Tell me about your book. What is it about? Can you describe it in just a few sentences? To show that a book has focus it is vital that it can be described briefly and succinctly.
The Global Nomad's Guide is to University Transition is a handbook for students who have been living outside their passport country but are either returning home or transitioning to another host country for college/university. Unlike their domestic peers, these global nomads must face a double transition – adjusting to a new stage of life as an independent young adult, as well as adjusting to a new culture, for even their home country will be foreign to them in many respects. This is something that takes them by surprise as they struggle to fit in, understand themselves and their peers and search for a place of belonging.
Why did you write it?
In the five years following my family’s re-entry to the U.S. and, as a result of living in Boston which has over 200 colleges and universities, I found I was coming into contact with more and more college students who had lived the expatriate life. I kept hearing familiar patterns to their stories, some far worse than others, but too many were stories of silent suffering, sadness, loneliness or, in extreme cases, severe depression. These were young adults who had spent incredibly rich childhoods in other countries and cultures. They spoke a variety of languages, understood that there are many ways of doing, living and believing that are not necessarily wrong but just different from their home-country norms. They sported hidden diversity that made them good bridge builders, ambassadors and communicators. But somehow upon returning to their “home” culture, they found themselves misunderstood, weird, strange, standing out as being different, misfits in the very place where they had always imagined they belonged. Their stories and experiences, together with my own family’s experiences, convinced me that this population of repatriates needed to benefit from what those who had gone before them had learned along their journey.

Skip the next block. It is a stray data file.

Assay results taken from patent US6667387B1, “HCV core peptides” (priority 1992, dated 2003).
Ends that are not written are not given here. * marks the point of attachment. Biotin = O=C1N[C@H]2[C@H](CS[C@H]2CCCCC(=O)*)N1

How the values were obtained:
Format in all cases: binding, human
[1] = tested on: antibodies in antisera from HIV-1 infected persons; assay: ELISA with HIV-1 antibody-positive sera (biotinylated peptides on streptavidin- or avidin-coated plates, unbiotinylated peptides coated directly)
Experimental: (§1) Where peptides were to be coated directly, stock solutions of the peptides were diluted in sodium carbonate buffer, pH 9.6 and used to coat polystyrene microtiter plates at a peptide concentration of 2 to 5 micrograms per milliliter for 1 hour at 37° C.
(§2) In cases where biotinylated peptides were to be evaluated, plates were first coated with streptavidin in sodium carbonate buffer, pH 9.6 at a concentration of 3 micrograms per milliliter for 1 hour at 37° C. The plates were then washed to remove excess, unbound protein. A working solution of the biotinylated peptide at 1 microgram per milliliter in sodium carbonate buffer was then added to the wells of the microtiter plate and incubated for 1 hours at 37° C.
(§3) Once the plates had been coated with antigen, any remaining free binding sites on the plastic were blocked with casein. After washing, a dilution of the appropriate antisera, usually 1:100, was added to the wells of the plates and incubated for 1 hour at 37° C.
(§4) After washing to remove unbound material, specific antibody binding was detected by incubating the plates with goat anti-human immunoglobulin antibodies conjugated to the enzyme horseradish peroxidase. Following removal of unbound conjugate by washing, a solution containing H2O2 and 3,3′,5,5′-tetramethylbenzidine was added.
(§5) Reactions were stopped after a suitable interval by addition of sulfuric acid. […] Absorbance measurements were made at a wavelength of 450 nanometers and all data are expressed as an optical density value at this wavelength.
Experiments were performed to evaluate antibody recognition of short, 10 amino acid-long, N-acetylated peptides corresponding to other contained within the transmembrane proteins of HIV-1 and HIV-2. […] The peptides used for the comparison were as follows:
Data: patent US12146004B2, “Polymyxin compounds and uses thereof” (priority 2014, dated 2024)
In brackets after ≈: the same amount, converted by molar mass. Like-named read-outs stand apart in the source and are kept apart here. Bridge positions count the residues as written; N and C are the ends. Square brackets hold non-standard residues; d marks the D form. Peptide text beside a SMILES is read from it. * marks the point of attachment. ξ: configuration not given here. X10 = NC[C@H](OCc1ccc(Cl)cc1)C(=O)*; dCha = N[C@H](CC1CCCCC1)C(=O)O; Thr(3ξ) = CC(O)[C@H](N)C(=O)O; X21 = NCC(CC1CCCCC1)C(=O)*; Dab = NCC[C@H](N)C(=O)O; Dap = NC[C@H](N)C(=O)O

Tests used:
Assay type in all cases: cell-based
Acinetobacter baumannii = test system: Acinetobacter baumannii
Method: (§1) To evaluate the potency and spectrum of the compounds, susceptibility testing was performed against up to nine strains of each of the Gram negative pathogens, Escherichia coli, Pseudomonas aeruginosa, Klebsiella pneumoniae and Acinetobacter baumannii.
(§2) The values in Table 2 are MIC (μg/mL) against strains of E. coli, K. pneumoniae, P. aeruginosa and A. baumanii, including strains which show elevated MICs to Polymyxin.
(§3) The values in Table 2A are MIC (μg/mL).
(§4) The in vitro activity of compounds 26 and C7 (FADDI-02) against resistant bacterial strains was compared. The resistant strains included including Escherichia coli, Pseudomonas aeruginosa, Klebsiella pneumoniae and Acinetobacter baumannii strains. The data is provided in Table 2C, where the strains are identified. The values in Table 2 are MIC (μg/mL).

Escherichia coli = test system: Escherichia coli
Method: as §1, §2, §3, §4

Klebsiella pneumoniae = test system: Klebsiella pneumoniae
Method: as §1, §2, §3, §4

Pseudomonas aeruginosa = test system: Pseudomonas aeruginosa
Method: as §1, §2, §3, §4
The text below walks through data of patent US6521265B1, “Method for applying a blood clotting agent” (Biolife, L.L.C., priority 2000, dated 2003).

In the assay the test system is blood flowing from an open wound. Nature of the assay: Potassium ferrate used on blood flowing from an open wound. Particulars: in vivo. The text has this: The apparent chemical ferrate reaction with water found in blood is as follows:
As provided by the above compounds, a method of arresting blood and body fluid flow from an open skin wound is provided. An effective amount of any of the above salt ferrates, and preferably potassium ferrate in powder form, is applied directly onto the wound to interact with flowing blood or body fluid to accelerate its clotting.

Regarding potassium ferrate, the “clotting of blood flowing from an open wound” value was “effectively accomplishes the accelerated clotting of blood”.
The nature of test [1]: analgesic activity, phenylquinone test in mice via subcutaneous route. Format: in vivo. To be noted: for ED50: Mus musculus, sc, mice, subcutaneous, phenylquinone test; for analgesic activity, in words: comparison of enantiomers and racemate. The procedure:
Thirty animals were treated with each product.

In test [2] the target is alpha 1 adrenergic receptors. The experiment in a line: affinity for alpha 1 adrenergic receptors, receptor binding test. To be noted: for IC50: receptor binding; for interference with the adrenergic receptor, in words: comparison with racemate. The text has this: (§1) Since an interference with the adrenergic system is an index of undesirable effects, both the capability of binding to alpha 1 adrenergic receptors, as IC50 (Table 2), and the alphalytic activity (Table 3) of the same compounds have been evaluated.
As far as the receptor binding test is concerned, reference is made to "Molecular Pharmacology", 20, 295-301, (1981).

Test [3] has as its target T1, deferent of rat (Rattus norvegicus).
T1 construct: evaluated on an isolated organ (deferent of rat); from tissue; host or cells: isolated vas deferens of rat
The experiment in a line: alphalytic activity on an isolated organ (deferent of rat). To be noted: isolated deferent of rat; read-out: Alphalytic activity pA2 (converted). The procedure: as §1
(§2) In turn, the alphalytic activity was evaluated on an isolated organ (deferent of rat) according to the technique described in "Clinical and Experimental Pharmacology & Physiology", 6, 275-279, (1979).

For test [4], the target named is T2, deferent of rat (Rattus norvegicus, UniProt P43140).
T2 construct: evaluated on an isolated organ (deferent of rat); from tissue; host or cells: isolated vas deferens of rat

Why do you think needed to be written? What will your book do for other people?
Third culture kids/global nomads are very different from most of the people they will be surrounded by on their university or college campuses. They need to understand that it is their life experiences that have made them different. If they learn how to live out those differences in a positive way, they will not only survive but they will thrive in their university setting.
TCKs have the double transition of not only having to adjust to a new stage of life as an independent adult, but to a new culture as well, for even their home culture will be foreign to them in many respects. If they understand what to expect as they go through the various stages of transition and are prepared for the quagmire of emotions that accompany each those stages, they will be able to get through it. They will come to understand that the roller coaster ride is not only normal but even expected.
This book will guide students to a better understanding of themselves, what their issues are and give tips, tools and strategies for dealing with those issues. Personal stories and advice from TCK students who have gone before them will pave the path for a smoother transition.